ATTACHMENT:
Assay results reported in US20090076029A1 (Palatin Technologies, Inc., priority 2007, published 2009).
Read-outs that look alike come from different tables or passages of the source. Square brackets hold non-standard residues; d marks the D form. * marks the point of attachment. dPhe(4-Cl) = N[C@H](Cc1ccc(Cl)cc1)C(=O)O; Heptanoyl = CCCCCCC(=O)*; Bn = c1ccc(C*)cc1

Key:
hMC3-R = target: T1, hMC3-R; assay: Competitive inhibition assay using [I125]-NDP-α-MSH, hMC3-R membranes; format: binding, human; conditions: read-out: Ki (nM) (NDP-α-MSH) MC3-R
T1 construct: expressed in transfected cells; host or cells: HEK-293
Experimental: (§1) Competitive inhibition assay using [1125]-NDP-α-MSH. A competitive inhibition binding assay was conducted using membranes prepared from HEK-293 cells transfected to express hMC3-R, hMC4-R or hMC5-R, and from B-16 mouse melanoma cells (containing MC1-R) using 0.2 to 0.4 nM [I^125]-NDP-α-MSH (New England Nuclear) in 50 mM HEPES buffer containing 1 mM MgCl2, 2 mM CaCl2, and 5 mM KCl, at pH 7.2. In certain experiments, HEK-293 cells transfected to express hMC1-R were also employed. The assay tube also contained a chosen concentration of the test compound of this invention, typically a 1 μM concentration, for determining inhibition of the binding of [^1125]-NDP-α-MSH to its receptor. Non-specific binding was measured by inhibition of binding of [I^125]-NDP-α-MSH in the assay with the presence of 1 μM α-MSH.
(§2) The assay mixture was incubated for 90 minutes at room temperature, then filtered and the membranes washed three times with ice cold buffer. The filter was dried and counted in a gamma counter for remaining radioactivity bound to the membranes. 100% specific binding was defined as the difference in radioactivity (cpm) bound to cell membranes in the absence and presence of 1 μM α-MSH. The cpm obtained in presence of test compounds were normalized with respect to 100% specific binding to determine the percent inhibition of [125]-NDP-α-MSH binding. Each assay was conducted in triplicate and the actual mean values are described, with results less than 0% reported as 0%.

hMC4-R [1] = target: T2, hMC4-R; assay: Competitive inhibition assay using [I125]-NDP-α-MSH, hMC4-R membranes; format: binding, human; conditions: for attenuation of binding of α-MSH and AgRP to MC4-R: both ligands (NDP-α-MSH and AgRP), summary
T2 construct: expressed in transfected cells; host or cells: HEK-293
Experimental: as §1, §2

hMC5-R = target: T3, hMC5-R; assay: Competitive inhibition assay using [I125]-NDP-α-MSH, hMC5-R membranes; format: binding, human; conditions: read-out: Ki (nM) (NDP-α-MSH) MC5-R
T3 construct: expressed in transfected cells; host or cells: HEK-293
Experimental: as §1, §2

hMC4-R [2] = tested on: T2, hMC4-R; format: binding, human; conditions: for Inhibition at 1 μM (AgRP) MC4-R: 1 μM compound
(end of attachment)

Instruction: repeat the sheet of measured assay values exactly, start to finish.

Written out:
Assay results reported in US20090076029A1 (Palatin Technologies, Inc., priority 2007, published 2009).
Read-outs that look alike come from different tables or passages of the source. Square brackets hold non-standard residues; d marks the D form. * marks the point of attachment. dPhe(4-Cl) = N[C@H](Cc1ccc(Cl)cc1)C(=O)O; Heptanoyl = CCCCCCC(=O)*; Bn = c1ccc(C*)cc1

Key:
hMC3-R = target: T1, hMC3-R; assay: Competitive inhibition assay using [I125]-NDP-α-MSH, hMC3-R membranes; format: binding, human; conditions: read-out: Ki (nM) (NDP-α-MSH) MC3-R
T1 construct: expressed in transfected cells; host or cells: HEK-293
Experimental: (§1) Competitive inhibition assay using [1125]-NDP-α-MSH. A competitive inhibition binding assay was conducted using membranes prepared from HEK-293 cells transfected to express hMC3-R, hMC4-R or hMC5-R, and from B-16 mouse melanoma cells (containing MC1-R) using 0.2 to 0.4 nM [I^125]-NDP-α-MSH (New England Nuclear) in 50 mM HEPES buffer containing 1 mM MgCl2, 2 mM CaCl2, and 5 mM KCl, at pH 7.2. In certain experiments, HEK-293 cells transfected to express hMC1-R were also employed. The assay tube also contained a chosen concentration of the test compound of this invention, typically a 1 μM concentration, for determining inhibition of the binding of [^1125]-NDP-α-MSH to its receptor. Non-specific binding was measured by inhibition of binding of [I^125]-NDP-α-MSH in the assay with the presence of 1 μM α-MSH.
(§2) The assay mixture was incubated for 90 minutes at room temperature, then filtered and the membranes washed three times with ice cold buffer. The filter was dried and counted in a gamma counter for remaining radioactivity bound to the membranes. 100% specific binding was defined as the difference in radioactivity (cpm) bound to cell membranes in the absence and presence of 1 μM α-MSH. The cpm obtained in presence of test compounds were normalized with respect to 100% specific binding to determine the percent inhibition of [125]-NDP-α-MSH binding. Each assay was conducted in triplicate and the actual mean values are described, with results less than 0% reported as 0%.

hMC4-R [1] = target: T2, hMC4-R; assay: Competitive inhibition assay using [I125]-NDP-α-MSH, hMC4-R membranes; format: binding, human; conditions: for attenuation of binding of α-MSH and AgRP to MC4-R: both ligands (NDP-α-MSH and AgRP), summary
T2 construct: expressed in transfected cells; host or cells: HEK-293
Experimental: as §1, §2

hMC5-R = target: T3, hMC5-R; assay: Competitive inhibition assay using [I125]-NDP-α-MSH, hMC5-R membranes; format: binding, human; conditions: read-out: Ki (nM) (NDP-α-MSH) MC5-R
T3 construct: expressed in transfected cells; host or cells: HEK-293
Experimental: as §1, §2

hMC4-R [2] = tested on: T2, hMC4-R; format: binding, human; conditions: for Inhibition at 1 μM (AgRP) MC4-R: 1 μM compound